considerably small in hagfish and lampreys while mormyrids have very large cerebella which are

believed to influence their electrical senses.

The Brain Stem

It is also known as the myelencephalon and constitutes the posterior part of the brain. It is primarily

concerned with governing the respiration and osmoregulation. The brain stem also controls certain body

organs and muscles, especially in the bony fishes.

Sensory Organs

Most species in this group have well-developed sensory organs. They have eyes, ears and nose. Their

retinas usually have both cone cell and rod cell for photopic and scotopic vision. Almost all the daylight

species have advanced color vision that is almost as strong as in humans. Some species are able to see

polarized light while others see ultraviolet light.

Fish Sensory Organs Picture

Chemoreceptors present in many fishes are responsible for their extraordinary senses of smell and

taste. But, many species have weak hearing abilities despite having ears. Majority of these creatures

have a lateral line system consisting of numerous sensory receptors. Some fishes like sharks and

catfish have special organs to help them in detecting very weak electric currents. The South American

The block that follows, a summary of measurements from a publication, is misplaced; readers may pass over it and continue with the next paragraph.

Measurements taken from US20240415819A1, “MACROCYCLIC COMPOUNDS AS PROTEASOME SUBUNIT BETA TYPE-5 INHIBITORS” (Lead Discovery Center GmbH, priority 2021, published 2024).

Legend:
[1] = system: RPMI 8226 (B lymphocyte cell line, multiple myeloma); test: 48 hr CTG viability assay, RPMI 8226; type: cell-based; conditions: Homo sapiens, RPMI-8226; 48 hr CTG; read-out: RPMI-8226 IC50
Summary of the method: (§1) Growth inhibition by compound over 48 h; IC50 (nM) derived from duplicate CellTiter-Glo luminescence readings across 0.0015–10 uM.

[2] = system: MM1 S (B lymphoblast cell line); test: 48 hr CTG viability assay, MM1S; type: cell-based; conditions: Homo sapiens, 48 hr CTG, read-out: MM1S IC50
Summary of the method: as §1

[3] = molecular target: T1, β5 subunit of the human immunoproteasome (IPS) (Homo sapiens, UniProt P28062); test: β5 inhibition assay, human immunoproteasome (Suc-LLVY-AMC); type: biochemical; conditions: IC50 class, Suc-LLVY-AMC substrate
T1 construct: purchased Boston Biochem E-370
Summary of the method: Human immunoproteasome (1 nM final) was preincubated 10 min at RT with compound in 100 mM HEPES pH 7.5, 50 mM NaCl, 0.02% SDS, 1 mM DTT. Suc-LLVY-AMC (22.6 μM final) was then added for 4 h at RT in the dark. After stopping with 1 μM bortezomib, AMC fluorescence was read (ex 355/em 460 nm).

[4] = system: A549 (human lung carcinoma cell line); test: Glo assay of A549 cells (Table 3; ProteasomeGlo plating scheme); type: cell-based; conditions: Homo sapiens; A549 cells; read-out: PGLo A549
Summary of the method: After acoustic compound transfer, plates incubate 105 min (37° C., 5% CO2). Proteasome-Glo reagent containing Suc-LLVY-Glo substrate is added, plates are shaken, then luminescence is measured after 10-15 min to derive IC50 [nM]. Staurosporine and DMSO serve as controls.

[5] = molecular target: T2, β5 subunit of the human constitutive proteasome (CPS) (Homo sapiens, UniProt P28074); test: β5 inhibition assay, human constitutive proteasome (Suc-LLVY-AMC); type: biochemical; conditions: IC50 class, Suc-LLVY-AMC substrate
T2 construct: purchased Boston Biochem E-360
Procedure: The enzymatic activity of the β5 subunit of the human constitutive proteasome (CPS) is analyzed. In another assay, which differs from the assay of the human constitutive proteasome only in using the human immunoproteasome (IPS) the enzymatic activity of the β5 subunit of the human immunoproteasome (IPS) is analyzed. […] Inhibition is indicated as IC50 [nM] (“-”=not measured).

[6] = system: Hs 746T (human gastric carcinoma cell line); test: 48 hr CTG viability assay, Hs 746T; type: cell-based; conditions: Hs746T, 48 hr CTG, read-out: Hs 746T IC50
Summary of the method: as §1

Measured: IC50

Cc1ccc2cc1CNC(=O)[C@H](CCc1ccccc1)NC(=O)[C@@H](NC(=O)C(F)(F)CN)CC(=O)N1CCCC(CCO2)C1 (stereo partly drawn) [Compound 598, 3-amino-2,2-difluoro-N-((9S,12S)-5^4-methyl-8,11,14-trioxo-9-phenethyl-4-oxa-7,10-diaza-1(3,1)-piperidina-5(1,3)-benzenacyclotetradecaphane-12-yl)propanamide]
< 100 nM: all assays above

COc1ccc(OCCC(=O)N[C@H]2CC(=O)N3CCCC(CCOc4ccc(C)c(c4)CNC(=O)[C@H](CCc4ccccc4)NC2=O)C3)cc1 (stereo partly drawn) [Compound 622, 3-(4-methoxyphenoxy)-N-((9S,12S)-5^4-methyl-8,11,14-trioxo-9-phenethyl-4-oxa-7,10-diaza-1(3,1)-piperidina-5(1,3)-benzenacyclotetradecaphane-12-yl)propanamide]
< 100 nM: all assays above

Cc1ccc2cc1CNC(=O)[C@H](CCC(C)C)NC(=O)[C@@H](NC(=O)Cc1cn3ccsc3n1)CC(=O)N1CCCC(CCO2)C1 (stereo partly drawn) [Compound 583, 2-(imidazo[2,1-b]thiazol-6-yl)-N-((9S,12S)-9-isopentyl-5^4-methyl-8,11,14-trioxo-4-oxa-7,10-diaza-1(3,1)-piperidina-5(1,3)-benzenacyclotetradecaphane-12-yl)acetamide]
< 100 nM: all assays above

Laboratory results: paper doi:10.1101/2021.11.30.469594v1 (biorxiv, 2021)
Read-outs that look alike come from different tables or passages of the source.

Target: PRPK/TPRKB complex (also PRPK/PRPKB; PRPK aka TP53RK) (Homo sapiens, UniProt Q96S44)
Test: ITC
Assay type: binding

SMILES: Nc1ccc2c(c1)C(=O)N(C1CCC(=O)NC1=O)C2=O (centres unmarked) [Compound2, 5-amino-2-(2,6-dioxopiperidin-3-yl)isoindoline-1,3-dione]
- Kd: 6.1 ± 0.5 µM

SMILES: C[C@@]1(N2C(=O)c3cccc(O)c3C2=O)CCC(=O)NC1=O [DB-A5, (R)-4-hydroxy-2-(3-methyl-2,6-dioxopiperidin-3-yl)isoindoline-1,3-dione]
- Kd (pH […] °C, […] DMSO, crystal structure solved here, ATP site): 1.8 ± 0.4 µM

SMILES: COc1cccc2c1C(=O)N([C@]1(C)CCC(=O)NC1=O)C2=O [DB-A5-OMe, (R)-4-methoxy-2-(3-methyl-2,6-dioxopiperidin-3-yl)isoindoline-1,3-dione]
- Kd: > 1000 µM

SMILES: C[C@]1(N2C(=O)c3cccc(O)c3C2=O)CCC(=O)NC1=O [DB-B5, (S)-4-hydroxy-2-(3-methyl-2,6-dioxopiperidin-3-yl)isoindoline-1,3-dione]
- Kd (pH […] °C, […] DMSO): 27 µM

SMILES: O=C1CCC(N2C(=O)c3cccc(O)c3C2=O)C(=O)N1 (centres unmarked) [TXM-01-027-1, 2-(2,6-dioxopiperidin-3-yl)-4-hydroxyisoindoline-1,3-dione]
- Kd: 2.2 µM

electric fish from the Gymnotiforme group are capable of producing weak electric currents for social

communication and navigation.

Characteristics of Fish

All animals belonging to this group have some characteristic features that distinguish them from other

tetrapods:

Fins Picture

Fish Habitat

They can adapt to a wide range of climatic conditions (tropical, temperate, polar) and can be found in

almost all types of water bodies.

Freshwater Ponds and Lakes Fish Picture

Fish Reproduction

More than 97% of all fishes are oviparous, which means the development of their eggs occurs outside

the female’s body. The oviparous species include goldfish, salmon, tuna, cichlids and eels. In most of

these fishes, the eggs are fertilized externally when both the female and male fish shed gametes into the

water after the eggs are laid.

Fish Reproduction Image